The Six Week Delusion

By Juliet Funt|04-11-2020 | 4 Min Read
Source: Adobe Image Library

A common request was delivered to my inbox recently. An executive from a marketing company wanted to interview me for their corporate blog. These types of invitations are flattering but hard to link to results. They feel good but threaten to steal time without a return.

And I should have said, “No thank you.” But a flaw in thinking prompted me to say yes. I replied that now was not a good time but I’d be happy to comply in August, about six weeks away. Because according to my calendar, my thinking and, as we will soon discover, my powerful delusion – August was wide open and would be a cake-walk compared to the busy mid-June I was currently knee-deep in.

Only if I really think about it, if honesty and clarity truly prevail, mid-June looked exactly the same way to me back at the end of April. It looked open and fluid and interview-ready. But somehow behind my back has filled itself to bursting. As future time always does. And as future time always will.

The phenomenon I’ve just described is the Six-Week Illusion, a trick our minds play on us as they downplay the potential busyness of time a bit down the road. The concrete sense that a coming time will be calmer and easier than the hectic present persists.

Let’s fast-forward ourselves six weeks from today into my future and see exactly what August will hold. My three boys will still be here and to my best guess, they will still need grilled cheese sandwiches, countless rides, and a patient referee. My personal needs for exercise, home maintenance and a social life will be waiting for me. My husband will need me. My clients will need me. Creative August business ideas will tap me on the shoulder and demand attention. But somehow the beautiful blankness of the unpopulated calendar creates a kind of fantastical hopefulness that affects my choices. I say “How about later?” and the vicious kicking of busyness down the road continues.

Understanding The Issue

It’s important to understand this particular type of pain-delay occurs only with mid-value requests. High-value requests receive an excited acceptance right away. Low-value requests are sent to the chopping block due to my clear boundaries and a good sense of maintaining WhiteSpace. It’s the middle-value ones that get ya’. They pique just enough interest to keep on the simmer but not enough to prompt immediate commitment.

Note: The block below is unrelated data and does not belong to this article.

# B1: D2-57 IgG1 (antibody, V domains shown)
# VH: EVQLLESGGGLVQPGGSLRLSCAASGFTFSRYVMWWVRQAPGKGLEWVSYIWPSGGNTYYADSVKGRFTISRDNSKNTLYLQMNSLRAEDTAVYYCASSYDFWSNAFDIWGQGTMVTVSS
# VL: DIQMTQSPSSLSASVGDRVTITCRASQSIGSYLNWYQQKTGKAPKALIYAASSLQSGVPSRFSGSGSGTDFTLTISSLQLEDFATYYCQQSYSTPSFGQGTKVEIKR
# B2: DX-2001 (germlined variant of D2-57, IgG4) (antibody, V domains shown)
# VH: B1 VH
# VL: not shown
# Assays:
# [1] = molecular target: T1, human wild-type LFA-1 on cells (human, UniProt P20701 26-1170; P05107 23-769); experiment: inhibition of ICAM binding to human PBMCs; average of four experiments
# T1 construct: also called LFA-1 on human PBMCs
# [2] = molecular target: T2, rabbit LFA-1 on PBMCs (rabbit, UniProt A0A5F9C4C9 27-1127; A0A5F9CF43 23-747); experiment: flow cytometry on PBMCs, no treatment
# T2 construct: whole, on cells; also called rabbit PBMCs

The answer I slowly found was to delay my response to mid-value requests until after a little WhiteSpace .

When I see a mid-value request cross my desk, I insert a little wedge of thoughtful time and ask myself to inventory my motives behind saying yes. I separate – if I can – the emotional (such as the enjoyment of being asked), from the tactical, (if I really see this opportunity to move business forward). And lastly, I try to mentally envision the real August - to populate it with all of its inevitable to-dos and true snap-shot of busyness.

And if I’m still on the fence I try to choose the No, because Less is always a guiding principle in our office and I know I’ll never regret having too much time. I also know any decision that’s that that painful to make has two outstanding, very-close-to-equal options.

I still have a visceral, undeniable feeling that August will be simpler and easier. And in August I will maintain that illusion about early October…and in early October, about the New Year. I could use a time travel machine to visit my nervous system and workflow in future periods but until my friends in Silicon Valley make that a reality I’ll just rely on a bit of WhiteSpace to bring the future into focus.

Juliet Funt is the Founder and CEO of WhiteSpace At Work: She helps companies break free of busywork, make time to think, and recoup thousands of hours of talent capacity To learn more about Whitespace, email info@whitespaceatwork.com or check out WhiteSpaceAtWork.com.
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Juliet Funt is the founder and CEO at JFG (Juliet Funt Group), which is a consulting and training firm built upon the popular teaching of CEO Juliet Funt, author of A Minute to Think.
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